The following pattern is useful if you want to present a clearer Ballerina API, which calls the underneath Java code. This pattern creates wrapper Ballerina classes for each Java class that you want to expose via your API.

Imagine that you want to design an API to manipulate a stack of string values by using the Java ArrayDeque utility. You can create a Ballerina class as follows.

This class presents a much clearer API compared to the previous API. Below is a sample usage of this class.

Call overloaded Java methods

The Instantiate Java Classes section presents how to deal with overloaded constructors. You need to use the same approach to deal with overloaded Java methods. Try to call the overloaded append methods in the java.lang.StringBuffer class. Below is a subset of those methods.

Below is the set of Ballerina functions that are linked with the above Java methods. Notice the usage of the paramTypes annotation field. You can find more details of this field in the Instantiate Java classes section.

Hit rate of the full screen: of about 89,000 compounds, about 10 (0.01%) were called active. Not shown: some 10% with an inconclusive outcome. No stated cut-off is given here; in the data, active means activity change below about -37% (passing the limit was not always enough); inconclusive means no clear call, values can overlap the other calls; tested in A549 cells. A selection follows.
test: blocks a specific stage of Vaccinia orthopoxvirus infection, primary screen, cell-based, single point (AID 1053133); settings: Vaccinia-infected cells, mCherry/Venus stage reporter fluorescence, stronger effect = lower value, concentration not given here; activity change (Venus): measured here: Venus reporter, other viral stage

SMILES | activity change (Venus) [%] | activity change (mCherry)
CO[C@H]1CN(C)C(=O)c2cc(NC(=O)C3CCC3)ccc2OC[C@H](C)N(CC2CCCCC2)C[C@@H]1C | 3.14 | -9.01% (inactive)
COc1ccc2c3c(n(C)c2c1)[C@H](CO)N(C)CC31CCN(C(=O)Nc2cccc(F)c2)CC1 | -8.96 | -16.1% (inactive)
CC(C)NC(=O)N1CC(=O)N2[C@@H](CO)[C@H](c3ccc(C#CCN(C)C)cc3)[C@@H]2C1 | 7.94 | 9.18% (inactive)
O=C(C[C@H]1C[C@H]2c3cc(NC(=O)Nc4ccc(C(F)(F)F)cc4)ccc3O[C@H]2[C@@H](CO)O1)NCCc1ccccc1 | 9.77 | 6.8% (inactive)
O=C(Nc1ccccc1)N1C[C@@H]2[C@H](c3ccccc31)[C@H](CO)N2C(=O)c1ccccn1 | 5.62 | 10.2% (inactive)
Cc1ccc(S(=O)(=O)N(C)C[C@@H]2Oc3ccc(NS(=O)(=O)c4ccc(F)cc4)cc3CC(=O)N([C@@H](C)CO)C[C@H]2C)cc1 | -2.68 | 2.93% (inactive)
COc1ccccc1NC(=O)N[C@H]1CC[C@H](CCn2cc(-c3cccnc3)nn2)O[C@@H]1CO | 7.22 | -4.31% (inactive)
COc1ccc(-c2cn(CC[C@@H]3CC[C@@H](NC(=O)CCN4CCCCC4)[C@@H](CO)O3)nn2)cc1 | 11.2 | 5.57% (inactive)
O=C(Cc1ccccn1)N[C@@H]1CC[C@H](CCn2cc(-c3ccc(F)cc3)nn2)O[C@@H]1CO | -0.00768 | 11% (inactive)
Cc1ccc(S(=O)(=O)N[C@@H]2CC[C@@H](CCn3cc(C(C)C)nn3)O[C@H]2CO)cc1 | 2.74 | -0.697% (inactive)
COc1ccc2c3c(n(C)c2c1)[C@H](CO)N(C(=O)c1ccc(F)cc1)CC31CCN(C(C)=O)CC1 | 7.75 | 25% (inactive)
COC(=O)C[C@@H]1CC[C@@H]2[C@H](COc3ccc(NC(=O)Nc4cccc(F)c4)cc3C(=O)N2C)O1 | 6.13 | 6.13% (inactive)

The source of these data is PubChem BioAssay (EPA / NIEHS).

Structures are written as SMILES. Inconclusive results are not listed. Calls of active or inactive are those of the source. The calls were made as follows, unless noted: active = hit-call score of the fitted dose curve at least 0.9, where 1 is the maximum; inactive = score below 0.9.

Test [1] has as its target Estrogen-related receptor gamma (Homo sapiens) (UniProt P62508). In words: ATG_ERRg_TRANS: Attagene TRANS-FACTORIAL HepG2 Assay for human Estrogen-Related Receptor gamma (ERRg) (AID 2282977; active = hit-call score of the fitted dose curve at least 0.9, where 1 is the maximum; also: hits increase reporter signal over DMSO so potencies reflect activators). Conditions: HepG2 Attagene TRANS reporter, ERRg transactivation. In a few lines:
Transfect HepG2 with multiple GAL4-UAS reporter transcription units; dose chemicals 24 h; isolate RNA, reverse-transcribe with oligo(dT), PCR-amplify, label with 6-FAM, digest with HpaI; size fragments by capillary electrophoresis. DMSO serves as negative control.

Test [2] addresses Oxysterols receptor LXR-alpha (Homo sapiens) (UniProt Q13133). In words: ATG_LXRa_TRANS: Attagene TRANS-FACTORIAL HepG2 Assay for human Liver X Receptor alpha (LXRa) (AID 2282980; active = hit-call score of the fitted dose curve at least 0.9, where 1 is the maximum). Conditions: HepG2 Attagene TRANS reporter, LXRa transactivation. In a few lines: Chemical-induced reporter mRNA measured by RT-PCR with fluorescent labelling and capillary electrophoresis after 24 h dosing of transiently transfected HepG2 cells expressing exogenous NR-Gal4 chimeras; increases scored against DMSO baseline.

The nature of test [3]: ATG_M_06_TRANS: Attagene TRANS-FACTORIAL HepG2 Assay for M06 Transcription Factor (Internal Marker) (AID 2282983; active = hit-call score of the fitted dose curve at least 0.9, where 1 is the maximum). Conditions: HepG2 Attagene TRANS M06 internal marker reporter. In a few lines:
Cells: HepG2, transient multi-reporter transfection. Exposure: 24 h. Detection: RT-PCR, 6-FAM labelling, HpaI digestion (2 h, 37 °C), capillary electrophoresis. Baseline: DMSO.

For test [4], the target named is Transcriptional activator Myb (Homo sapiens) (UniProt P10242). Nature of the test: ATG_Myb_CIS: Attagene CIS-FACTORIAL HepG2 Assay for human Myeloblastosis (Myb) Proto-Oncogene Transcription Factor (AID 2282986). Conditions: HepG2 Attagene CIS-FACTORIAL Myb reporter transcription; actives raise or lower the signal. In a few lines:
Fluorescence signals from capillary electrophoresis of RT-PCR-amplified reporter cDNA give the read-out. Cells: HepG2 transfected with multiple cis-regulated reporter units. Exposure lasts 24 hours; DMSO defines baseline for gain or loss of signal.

Java exceptions as Ballerina errors

A function call in Ballerina may complete abruptly by returning an error or by raising a panic. Panics are rare in Ballerina. The best practice is to handle errors in your normal control flow. Raising a panic is similar to throwing a Java exception. The trap action stops a panic and give you the control back in Ballerina and the try-catch statement does the same in Java.

Errors in Ballerina belong to the built-in type error. The error type can be considered as a distinct type from all other types. The error type does not belong to the any type, which is the supertype of all other Ballerina types. Therefore, errors are explicit in Ballerina programs and it is almost impossible to ignore them. For more details, see Ballerina By Example.

A Java function call may complete abruptly by throwing either a checked exception or an unchecked exception. Unchecked exceptions are usually not a part of the Java method signature, unlike the checked exceptions.